2022 according to Cas Mudde

A turning point for illiberalism in Europe?

While we can expect pretty much more of the same as in 2021 with regards to the pandemic, the upcoming round of elections might leave Poland as the only remaining EU country ruled by right-wing populists, says expert Cas Mudde.

Published on 29 December 2021 at 09:22

Although 2021 started with the promise of a vaccine, and the hope of an end to the pandemic, it ended with yet another new variant and increasing worries that COVID-19 will be with us forever. Consequently, the year was, yet again, dominated by the pandemic and the virus, in both media and politics. And, most likely, so will be the next year. Looking back at 2021, I identify at least four key political developments that will continue to affect European politics in 2022.

1. No Clear Electoral Trends

The past years has seen a lot of “end of populism” and “return of the left” articles. Most of these pieces excelled in the usual cherry-picking of “evidence”, highlighting some results and ignoring others. Focusing on the four key legislative elections in the EU – Bulgaria, Czech Republic, Germany, and the Netherlands – we see very different results. The left is only the real winner in Germany, whereas is remains stable in the Netherlands, loses big in Bulgaria (over three elections), and is entirely whipped out in the Czech Republic.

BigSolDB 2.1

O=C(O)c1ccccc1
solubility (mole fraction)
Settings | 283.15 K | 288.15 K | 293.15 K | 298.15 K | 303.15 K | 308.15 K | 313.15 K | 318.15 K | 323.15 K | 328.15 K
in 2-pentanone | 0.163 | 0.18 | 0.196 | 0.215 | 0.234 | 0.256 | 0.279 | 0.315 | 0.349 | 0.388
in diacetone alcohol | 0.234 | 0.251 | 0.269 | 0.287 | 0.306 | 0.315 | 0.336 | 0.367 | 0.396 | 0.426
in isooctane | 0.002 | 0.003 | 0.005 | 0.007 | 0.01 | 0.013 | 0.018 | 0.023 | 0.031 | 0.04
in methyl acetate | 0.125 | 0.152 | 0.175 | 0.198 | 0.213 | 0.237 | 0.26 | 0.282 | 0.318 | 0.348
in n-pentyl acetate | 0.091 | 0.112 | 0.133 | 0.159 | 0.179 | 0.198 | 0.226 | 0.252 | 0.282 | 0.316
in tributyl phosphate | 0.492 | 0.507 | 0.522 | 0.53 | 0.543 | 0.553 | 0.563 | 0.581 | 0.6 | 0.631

Similarly, the “mainstream right” (whatever that still means in the 21st century) was the big loser in Germany, but the big winner in Bulgaria and the Czech Republic. Similarly, (right-wing) populism loses somewhat in three countries, compared to peak year 2017 (in the wake of the so-called “refugee crisis”), but gains in the Netherlands. That said, except for the Netherlands, all these countries got new coalition governments and prime ministers who belong to different political groups in Brussels.

Seven legislative elections are scheduled in EU member states for 2022, as well as some relevant presidential elections, most notably in France. Scanning the polls, the picture remains messy, and no clear trends are obvious – except, perhaps, continued fragmentation. In fact, support for the key parties has been remarkable stable in most countries over the last year. And even if there will be a few new governments, there is no indication that these will be predominantly left or right or mainstream or populist. 

2. Polarisation Over COVID-19 Measures

While key governmental COVID-19 measures, from lockdowns to vaccines, are supported by majorities across Europe, the minority that opposes the measures is radicalising. In countries where the far right is not in power, they have become the key voice of the dissenters – which remain a very diverse group, seemingly united in their distrust of the government. Although many

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